A new NASA sea level simulator lets you bury Alaska's Columbia glacier in snow, and, year by year, watch how it responds. Or you can melt the Greenland and Antarctic ice sheets and trace rising seas as they inundate the Florida coast.
Computer models are critical tools for understanding the future of a changing planet, including melting ice, rising seas and shifting precipitation patterns. But typically, these mathematical representations -- long chains of computer code giving rise to images of dynamic change -- are accessible mainly to scientists.
The new simulator, however, allows anyone with a computer to perform idealized experiments with sea level and learn about its complexities. Developed by scientists at NASA's Jet Propulsion Laboratory in Pasadena, California, the interactive platform, called the Virtual Earth System Laboratory (VESL), provides the public with a taste of how NASA models important Earth processes.
The platform will also prove useful to scientists as a convenient way to create visual representations of data.
While many interface tools are available to explore sea level effects, VESL stands apart for its strong representation of Earth's cryosphere - the melting ice caps, ice sheets and glaciers that are major contributors to sea level rise.
And the simulator is not just a simplified version of a model or a menu of preexisting results. It is direct access to the complex, number-crunching model itself, though with limited scenarios and factors that can be adjusted.
"It's the real software, being used on the fly, live, without being prerecorded or precomputed," said Eric Larour of JPL, who led VESL's development. "You have access to a segment of an ice sheet model or sea level model, running NASA's software."
Despite these capabilities, VESL won't overtax computers.
"A key to making the interface tool work is cloud computing," Larour said. Instead of burdening your own computer with heavy demand, "you can access a JPL cloud to run big simulations."
The VESL platform allows the user to control one or two parameters for each model scenario. For example, in a version of the model configured to represent Columbia Glacier, a slider allows users to change snowfall amounts and examine how the change affects the glacier's behavior in subsequent years. For a sea level simulation, sliders control the rates at which the ice sheets on Antarctica and Greenland are melting.
"You can explore different aspects of the model that maybe even the scientists didn't explore," Larour said.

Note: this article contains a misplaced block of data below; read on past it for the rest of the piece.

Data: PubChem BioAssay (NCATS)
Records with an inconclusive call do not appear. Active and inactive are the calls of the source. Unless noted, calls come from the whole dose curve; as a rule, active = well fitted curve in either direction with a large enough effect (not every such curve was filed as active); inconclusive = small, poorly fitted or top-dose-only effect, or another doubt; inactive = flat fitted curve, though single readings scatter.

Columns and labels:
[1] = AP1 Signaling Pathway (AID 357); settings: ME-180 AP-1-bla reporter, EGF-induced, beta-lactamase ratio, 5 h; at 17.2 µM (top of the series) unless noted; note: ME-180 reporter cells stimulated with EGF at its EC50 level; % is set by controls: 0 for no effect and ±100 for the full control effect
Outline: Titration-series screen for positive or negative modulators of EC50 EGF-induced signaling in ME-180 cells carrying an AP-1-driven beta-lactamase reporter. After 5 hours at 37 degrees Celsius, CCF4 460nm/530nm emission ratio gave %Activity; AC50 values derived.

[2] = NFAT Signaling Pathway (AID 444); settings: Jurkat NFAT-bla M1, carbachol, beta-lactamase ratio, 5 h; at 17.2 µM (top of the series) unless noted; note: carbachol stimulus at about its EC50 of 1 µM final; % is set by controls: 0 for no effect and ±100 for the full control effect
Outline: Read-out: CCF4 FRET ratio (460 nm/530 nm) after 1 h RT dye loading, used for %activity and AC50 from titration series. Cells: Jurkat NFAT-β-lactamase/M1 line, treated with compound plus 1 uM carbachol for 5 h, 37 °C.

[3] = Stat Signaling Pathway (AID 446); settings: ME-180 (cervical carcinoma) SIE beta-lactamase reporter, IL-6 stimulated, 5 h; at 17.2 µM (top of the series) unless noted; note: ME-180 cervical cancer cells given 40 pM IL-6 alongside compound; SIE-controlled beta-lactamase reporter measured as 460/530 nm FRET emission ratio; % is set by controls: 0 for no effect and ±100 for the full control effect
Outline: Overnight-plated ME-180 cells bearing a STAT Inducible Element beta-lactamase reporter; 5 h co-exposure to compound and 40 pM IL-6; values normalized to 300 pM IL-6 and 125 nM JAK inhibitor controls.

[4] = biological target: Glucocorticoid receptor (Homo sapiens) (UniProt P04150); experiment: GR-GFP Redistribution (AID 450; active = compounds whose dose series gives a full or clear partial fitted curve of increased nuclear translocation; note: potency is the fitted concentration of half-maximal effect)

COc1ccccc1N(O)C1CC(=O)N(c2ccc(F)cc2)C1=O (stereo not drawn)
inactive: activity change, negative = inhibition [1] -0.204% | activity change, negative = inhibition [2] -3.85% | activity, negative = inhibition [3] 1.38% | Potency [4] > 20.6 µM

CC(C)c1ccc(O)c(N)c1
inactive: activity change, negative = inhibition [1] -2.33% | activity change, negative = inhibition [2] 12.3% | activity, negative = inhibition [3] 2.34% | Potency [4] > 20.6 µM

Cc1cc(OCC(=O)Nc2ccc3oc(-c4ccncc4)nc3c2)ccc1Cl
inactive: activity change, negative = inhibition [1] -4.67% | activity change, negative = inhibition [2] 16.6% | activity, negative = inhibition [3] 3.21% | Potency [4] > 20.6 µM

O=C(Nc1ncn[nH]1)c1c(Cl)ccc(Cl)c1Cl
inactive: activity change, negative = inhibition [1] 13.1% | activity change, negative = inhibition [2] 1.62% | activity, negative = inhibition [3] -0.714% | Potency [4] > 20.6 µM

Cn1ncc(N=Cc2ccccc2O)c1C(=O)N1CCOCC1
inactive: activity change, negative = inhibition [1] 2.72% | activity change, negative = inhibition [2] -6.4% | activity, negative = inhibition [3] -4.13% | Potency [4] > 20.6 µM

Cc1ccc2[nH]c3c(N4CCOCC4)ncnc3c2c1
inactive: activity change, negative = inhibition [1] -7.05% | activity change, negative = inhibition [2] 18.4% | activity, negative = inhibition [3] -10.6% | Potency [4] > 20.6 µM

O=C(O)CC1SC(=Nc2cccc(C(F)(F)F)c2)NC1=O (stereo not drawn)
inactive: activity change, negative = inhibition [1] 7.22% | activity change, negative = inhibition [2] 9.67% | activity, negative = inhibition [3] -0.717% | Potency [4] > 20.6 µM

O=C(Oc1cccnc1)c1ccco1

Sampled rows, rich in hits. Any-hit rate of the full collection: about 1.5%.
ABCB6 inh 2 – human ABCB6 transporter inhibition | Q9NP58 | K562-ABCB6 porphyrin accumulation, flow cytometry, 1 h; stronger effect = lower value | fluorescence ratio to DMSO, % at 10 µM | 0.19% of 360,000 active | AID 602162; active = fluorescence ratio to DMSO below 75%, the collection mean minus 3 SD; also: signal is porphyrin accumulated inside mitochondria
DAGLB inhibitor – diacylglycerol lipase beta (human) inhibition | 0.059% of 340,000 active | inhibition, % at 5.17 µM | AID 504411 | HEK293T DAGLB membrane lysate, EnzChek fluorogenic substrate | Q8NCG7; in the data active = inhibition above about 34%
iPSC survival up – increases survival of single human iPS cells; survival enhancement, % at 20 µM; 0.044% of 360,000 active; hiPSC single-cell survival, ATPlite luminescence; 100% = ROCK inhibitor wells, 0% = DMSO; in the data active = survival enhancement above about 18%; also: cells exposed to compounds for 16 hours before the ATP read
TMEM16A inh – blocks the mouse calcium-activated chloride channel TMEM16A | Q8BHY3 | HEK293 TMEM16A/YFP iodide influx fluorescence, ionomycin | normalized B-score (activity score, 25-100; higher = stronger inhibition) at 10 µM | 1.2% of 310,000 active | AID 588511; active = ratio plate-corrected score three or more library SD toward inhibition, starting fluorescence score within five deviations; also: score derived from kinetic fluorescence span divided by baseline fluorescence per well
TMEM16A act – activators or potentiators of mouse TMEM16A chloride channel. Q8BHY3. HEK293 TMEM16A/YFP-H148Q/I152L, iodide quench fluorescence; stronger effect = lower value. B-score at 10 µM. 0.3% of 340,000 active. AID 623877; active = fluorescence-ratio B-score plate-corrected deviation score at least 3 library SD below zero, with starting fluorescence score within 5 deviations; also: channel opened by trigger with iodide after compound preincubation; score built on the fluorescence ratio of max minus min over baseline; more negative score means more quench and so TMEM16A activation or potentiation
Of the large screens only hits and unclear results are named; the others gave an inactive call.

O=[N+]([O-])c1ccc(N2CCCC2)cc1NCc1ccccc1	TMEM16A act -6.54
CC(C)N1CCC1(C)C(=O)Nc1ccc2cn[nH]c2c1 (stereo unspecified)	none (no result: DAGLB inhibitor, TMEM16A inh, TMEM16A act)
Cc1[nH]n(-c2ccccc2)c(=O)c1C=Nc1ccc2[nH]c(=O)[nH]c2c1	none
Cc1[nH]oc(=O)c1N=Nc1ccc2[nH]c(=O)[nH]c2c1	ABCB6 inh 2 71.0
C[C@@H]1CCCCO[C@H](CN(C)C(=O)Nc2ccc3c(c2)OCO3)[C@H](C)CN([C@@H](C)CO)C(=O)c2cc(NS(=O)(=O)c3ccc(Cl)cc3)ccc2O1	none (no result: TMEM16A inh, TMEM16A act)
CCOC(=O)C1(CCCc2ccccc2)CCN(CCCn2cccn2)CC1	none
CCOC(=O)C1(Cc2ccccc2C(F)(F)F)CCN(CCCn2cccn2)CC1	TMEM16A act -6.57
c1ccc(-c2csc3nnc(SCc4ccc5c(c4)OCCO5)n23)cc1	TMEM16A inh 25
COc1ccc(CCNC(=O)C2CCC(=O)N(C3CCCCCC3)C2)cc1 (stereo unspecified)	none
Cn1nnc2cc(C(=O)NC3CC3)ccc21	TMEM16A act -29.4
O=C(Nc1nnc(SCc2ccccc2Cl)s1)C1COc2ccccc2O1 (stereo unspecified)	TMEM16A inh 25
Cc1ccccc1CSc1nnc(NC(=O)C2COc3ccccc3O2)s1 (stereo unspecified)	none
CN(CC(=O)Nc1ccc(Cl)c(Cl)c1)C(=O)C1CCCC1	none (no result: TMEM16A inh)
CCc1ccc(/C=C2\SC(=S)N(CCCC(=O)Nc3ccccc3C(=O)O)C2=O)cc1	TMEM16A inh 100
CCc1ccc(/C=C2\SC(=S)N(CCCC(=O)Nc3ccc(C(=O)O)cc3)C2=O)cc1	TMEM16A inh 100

The site will be updated frequently to keep up with the latest, peer-reviewed research. Scientists will eventually be able to use the graphical interface to display and present new data sets or model results, while lay users will be able to replicate published research results for themselves using models that are "open source," or publicly available.
"As we make progress, [the public] can rerun the science that we actually do," Larour said. "If anybody has concerns or finds issues with our simulation, they have the ability to replicate our results. We would welcome feedback and inputs to improve our science."
VESL was developed over five years by members of the Ice Sheet System Model development team at JPL and the University of California, Irvine (UCI), with the help of several students, including Dan Cheng from UCI and Gilberto Perez, who attended both Cal Poly Pomona and UCI.
The website hosting the simulator will also include a public outreach section, being developed by Daria Halkides, a scientist and outreach exhibit developer of Earth & Space Research in Seattle and a JPL affiliate.
"VESL was initially intended for scientists," Larour said. "Then we realized it could also be an excellent tool for public outreach. These simulations are so easy to run, and visually so compelling, that any person from the public can go and run them and probably understand what is going on."
You can find VESL at:
A paper describing the development of the ice sheet simulator appears today in the journal Geoscientific Model Development.
News Media ContactAlan Buis
Jet Propulsion Laboratory, Pasadena, California
Written by Pat Brennan
NASA's Sea Level Portal